What is Contentious Probate?
The process of getting probate and administering an estate can be challenging even when matters are relatively simple. However, there are situations when disagreements arise over how the estate is administered. For example, you may feel that a will is invalid or that insufficient provision has been made for specific individuals. A contentious probate claim may help to rectify this.
As local solicitors in Devon and Somerset, we have a dedicated team of contentious probate solicitors who know the issues that can arise and how to deal with them.
Can I challenge a will?
If you believe a will (or intestacy) has not made the provisions you expected then it is certainly worth discussing your concerns with one of our specialist solicitors.
Individuals (in England and Wales) can make a will in whatever terms they want. A person may have a perfectly valid will despite having left out their children or their spouse.
The way a person provides their instructions, the way the will is written and signed, and the way the will is then stored are all factors that may have a bearing on the question of validity.
Examples of the possible ways to challenge a will’s validity include:
- Lack of testamentary capacity. For example, the person making the will was living with severe Alzheimer’s.
- Undue influence. For example, an unusually large provision was made for a carer at the expense of that person’s family.
- Suspicion of fraud or forgery.
- Lack of knowledge and approval of the contents of the will. For example, the person was very unlikely to have agreed the terms of the will.
- The will wasn’t correctly witnessed or executed.
- Only a copy of the will was found.
Importantly, even if a will is valid, a person may still be able to challenge the way an estate has been left.
If you believe that you have been unfairly provided for you may be able to bring a claim under the Inheritance (Provision for Family and Dependants) Act 1975.
People who can claim under the Inheritance Act
Only if you fall into certain categories can you bring a 1975 Act Claim:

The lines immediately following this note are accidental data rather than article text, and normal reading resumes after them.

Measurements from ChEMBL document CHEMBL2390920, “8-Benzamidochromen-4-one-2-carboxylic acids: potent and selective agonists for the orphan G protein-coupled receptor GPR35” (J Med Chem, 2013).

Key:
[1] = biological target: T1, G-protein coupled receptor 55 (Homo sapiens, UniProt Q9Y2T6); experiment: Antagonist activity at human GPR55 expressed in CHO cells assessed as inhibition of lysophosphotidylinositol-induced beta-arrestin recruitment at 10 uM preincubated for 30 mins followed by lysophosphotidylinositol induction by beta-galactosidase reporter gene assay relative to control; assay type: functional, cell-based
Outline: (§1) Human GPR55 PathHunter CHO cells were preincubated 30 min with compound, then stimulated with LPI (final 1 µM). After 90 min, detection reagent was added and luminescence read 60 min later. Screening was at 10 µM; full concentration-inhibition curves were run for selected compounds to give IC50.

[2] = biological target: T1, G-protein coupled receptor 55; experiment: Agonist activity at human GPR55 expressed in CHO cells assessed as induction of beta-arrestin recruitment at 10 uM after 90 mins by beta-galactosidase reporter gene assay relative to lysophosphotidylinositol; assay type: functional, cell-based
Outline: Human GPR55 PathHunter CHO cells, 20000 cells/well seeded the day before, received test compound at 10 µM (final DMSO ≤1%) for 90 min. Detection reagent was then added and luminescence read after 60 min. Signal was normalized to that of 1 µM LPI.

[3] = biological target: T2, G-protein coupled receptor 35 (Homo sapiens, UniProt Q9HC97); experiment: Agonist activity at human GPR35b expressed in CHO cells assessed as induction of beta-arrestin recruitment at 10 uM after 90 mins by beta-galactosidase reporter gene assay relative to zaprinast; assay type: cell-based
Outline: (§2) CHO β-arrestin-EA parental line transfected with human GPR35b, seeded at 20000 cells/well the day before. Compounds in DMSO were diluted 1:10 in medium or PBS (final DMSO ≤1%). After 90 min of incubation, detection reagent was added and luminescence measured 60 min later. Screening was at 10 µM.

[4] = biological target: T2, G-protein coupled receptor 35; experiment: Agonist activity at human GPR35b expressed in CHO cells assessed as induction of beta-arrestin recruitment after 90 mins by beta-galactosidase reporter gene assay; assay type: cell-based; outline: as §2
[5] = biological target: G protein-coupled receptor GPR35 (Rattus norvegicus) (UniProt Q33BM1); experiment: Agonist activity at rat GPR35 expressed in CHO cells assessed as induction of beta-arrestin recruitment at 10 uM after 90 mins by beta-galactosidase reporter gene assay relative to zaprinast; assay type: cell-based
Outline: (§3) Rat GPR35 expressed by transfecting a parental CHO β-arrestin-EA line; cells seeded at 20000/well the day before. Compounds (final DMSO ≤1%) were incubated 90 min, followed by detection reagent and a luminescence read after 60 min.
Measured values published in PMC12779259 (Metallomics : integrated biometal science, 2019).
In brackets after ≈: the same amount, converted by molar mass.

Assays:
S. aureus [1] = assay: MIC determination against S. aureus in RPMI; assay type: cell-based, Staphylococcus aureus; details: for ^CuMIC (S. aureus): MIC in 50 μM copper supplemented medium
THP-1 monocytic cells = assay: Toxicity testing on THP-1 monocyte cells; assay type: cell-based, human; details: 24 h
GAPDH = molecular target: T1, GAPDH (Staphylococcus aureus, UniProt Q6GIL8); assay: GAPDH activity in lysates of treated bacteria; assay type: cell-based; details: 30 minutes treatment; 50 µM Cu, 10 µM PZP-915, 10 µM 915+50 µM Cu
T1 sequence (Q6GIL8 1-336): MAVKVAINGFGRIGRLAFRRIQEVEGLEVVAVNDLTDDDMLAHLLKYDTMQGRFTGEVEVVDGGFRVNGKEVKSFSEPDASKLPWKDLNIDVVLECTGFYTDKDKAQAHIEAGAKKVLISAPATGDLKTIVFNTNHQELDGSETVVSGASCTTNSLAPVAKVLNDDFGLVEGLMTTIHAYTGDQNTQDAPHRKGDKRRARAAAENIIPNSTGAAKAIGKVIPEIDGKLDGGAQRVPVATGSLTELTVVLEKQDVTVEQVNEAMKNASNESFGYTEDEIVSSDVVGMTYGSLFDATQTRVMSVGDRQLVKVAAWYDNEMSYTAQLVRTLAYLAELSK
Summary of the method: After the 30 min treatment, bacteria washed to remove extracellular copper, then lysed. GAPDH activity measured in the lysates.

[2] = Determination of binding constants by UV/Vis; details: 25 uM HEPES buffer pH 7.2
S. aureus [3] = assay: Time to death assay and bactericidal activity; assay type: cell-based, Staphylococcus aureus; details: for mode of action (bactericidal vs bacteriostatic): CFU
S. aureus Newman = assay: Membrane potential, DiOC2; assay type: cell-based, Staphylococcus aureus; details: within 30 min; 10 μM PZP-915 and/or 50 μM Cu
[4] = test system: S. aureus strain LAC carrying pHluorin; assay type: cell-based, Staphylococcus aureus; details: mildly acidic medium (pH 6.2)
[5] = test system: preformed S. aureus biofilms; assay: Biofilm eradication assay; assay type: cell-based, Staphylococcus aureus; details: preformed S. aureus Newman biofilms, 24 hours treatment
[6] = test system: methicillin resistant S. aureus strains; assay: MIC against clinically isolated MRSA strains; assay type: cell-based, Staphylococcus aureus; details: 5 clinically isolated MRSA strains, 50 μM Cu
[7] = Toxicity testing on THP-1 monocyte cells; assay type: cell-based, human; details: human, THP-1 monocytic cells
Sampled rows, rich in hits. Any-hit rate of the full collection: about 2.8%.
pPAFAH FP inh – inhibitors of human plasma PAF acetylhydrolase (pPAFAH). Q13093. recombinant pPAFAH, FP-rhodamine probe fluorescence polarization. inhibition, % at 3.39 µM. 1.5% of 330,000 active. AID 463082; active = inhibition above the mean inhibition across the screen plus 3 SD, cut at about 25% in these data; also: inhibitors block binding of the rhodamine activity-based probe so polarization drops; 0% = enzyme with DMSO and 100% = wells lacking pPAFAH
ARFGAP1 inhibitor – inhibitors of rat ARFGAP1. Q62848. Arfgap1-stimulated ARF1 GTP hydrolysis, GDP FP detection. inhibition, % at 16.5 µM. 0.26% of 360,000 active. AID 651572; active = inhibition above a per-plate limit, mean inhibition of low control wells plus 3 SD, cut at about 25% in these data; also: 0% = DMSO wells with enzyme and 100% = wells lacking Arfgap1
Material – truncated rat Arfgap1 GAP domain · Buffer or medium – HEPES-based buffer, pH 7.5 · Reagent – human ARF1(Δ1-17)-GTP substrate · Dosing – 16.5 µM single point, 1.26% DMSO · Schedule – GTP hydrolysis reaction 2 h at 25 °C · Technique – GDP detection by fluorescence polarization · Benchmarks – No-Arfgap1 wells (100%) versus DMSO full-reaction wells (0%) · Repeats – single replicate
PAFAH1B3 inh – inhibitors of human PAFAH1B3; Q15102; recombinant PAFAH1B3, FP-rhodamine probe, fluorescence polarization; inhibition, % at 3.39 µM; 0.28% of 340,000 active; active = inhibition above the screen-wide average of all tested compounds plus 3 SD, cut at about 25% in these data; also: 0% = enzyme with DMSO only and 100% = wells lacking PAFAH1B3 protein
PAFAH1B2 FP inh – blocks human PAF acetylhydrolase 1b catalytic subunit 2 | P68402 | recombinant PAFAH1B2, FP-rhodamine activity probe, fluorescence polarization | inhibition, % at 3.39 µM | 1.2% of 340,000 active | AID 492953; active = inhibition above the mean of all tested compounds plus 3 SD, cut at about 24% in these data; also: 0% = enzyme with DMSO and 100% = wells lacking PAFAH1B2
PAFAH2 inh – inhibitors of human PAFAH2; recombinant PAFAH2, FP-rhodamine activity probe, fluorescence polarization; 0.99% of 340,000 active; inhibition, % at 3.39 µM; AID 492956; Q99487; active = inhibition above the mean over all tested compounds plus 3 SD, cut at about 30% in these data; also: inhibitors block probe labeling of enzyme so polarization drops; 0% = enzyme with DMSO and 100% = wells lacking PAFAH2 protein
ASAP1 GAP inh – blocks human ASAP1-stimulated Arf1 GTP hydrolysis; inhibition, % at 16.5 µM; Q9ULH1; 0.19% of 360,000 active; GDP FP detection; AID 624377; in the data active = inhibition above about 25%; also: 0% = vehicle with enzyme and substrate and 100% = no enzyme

- A spouse or a former spouse (but only if you haven’t remarried).
- A partner living with the deceased for at least two years before their death.
- A child or someone who has been treated like a child by the deceased and their family.
- A person receiving financial support from the deceased.
A claim under this act will only be successful if the Court agrees that reasonable financial provision was not made. The provision a Court can make is more generous for a spouse, whereas all other categories are limited by what would be considered for that person’s maintenance.
These kinds of claims are time limited which means it is vital that you speak to a specialist at the earliest opportunity.
Other types of challenges of contentious probate
Even if there are no inheritance issues, you may wish to challenge how the personal representatives have dealt with the estate. For example, you may be frustrated with the slow rate of progress or feel you’re not being kept informed. You may also disagree with the best way to administer the estate.
Our specialist team can step in to negotiate between personal representatives and beneficiaries or help to clarify the terms of the will if they’re unclear.
When someone dies without making a will, there may be a dispute about who administers the estate. For example, an interest action could arise if you doubt the validity of the deceased’s marriage when their spouse would be the beneficiary.
Rectification may be available if you believe you’ve been left out of a will because of a clerical error or a failure to understand the deceased’s wishes. If that’s the case, you may be able to make a claim.
Let Everys Solicitors guide you
Probate isn’t a swift process, taking anything from months to a year or longer if there are any disputes. At Everys, we can guide you through every step of the process or help you make a claim. Our specialist contentious probate solicitor and Partner, Michael Brierley, will be happy to help you. You can email him at email@example.com or call 01460 270293.
If you would like help with drafting your own will to prevent your beneficiaries from having to contest it, please contact a member of our Private Client team at PrivateClientNewEnquiries@everys.co.uk or call free on 0800 8840 640.
As a leading firm of solicitors in Devon and Somerset, we’re waiting to hear from you, so contact us today or drop into your local office. Our offices in Devon and Somerset are located at Crewkerne, Exeter, Exmouth, Honiton, Seaton, Sidmouth, and Taunton.